Home News Austin of Kabusa Oriental Choir Says the Group Would Rather Dance in Robes than Perform Sexual Skits

Austin of Kabusa Oriental Choir Says the Group Would Rather Dance in Robes than Perform Sexual Skits

Austin of Kabusa Oriental Choir Says the Group Would Rather Dance in Robes than Perform Sexual Skits

The Kabusa oriental choir group is quite vibrant in the Nigerian digital space with about 225,000 followers on Instagram. Consisting of four young men – Austin, Victor, Ransom and Ozoma – the group makes their own versions of popular songs. Austin tells TOLUWALOPE KAREEM how their group launched into social media stardom.

The group of four expressed their clarity and certainty on choosing which side of the divide they would stick to when it comes to constructive, educative and reverential entertainment. With the high level of moral decadence, break down of society and sky rocketing sexual perversion, the group said thy would rather do it God’s way and not add to the already flaming fire of sexual pollution choking the Nigerian entertainment field.

Below are excerpts from their interview:

How did your group form the name kabusa oriental choir and what is its relevance to your brand?

When we made our first video (our cover of ‘Yeba’ and ‘Baba’ by Kizz Daniel), it turned out to be very hilarious and we figured that we needed a name.

As a group, we didn’t want something classy like ‘Wembley Choir’ or ‘Pittsburgh Choir’ but needed a name that would match the local ‘Naija’ choir theme we had created– a name that had a savage ring to it.

Kabusa is not just a place in Abuja, it is also where the studio we recorded the song is located, so why not ‘Kabusa’? It sounds like a place where cavemen live and that’s what made it a perfect choice.

It was not like we sat on a round table and placed the names before us for everyone to vote. This choice was made three minutes before the video was posted on Instagram because we needed to include it in the caption. We called it ‘Kabusa Oriental Mass Choir’ but it was too long, so we shortened it to ‘Kabusa Oriental Choir’.

The group is made of four young men. How did you meet one another?

We met under different circumstances but music brought us together. I (Austin) met Ransom through an online challenge he started on Instagram. Ransom is a producer who makes beats and releases some of them online for artists to freestyle on. Sometime in 2018, he put out a beat titled ‘Shomo Age Mi Ni’ and dared artists to write a song to it, after which he would pick a winner.

I won the challenge so I was invited to the studio where I met Victor (the one I usually slap in our videos). He was a serving corps member and so was I. Ozoma (the Reverend Father) who is an artiste came later to the studio to record a song. We all met and became friends. As time went on, our relationship went beyond the studio. We started hanging out as friends and hung out more at the studio; helping each other out with our individual projects, before Kabusa Oriental choir took shape.

At what point did your group decide to open an Instagram page for your craft?

Our first video was posted on our individual pages, so were our second and third videos until Don Jazzy suggested to us to have a single page where people could find us as a group, and we did that.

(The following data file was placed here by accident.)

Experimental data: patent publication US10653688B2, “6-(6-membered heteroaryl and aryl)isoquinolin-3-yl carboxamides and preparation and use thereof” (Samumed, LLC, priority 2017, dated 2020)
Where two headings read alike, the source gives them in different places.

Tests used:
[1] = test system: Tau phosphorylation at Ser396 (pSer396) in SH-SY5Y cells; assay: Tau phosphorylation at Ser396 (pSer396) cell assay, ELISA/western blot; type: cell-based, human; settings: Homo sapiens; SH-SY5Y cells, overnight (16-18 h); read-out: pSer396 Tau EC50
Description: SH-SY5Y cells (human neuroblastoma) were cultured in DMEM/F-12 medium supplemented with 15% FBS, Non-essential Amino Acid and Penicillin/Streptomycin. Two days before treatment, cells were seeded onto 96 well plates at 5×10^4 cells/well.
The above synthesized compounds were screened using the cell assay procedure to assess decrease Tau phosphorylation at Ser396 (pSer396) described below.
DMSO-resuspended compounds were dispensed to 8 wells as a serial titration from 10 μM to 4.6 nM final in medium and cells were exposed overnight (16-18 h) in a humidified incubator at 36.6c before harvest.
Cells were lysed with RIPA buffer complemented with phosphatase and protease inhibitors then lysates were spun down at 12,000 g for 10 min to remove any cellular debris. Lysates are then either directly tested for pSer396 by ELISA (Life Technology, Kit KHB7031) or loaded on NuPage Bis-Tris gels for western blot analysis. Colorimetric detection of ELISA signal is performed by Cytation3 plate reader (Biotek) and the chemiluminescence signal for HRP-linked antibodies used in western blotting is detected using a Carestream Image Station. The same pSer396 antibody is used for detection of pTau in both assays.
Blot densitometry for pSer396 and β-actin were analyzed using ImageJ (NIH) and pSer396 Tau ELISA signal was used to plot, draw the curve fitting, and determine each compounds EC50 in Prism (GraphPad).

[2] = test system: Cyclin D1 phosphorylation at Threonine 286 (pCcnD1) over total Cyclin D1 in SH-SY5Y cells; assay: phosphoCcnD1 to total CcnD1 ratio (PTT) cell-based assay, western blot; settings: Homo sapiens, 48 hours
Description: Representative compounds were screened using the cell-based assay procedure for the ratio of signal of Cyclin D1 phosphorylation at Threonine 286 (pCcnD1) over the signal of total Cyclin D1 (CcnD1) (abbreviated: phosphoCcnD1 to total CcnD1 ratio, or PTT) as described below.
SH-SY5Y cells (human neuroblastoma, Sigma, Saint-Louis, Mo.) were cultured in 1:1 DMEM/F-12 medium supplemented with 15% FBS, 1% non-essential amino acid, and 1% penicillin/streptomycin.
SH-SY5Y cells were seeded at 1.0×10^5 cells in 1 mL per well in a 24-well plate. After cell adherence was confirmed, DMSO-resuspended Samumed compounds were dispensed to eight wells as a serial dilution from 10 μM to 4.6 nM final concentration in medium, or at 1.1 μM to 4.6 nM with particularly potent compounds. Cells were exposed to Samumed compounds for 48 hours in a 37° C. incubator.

What influenced the group’s idea to post skits on social media?

We are living in a social media era /generation. Many people are on the Internet. If we don’t post on social media, where else should we post? Social media has bridged the gap that TV and radio couldn’t. Now, one can comfortably reach the whole world from the comfort of one’s home. This is a huge advantage and we are utilising it while it lasts.

How does your group get inspiration for skits?

Our inspiration comes from above. We pray every time we are about to record a song and it doesn’t take long before ideas start flooding our minds. The church is also another big source of inspiration for the content we make.

We have had testimonies from people, who hadn’t been to church in ages, going to church just because Kabusa Oriental Choir reminded them of their churches. When we hear a song, we tend to imagine what that particular song would sound like if it were to be sang by a local ‘Naija’ choir and if it plays out nice, we do the song.

Don Jazzy often reposts your skits. What is your relationship with him?

We don’t have any blood ties with Don Jazzy and we didn’t have to have any for him to show interest in us. It’s just his nature; he is known for helping people randomly without knowing them or expecting anything in return. He is one of a kind and we are blessed to have him as a father and a big brother to look up to in this industry. We keep saying that God proved his love for us by giving us Don Jazzy.

Has any artiste attacked you for ‘remixing’ their songs?

Not at all. In fact, the reverse has been the case. Artistes are usually bemused by the remixes we create of their songs; it makes them laugh and they love it. Their fans even go as far as requesting our own version of their favourite hit songs so at the end of the day, everybody is happy.

Beyond social media, do you perform at events?

Yes, we do. In fact, it’s almost as if we perform at events more than we post on social media.

On many occasions, we were not able to post content online because we were busy performing at one event or the other. We’ve just not had time to collate some of our live performance videos and post on our online platforms. Hopefully, we would do that someday.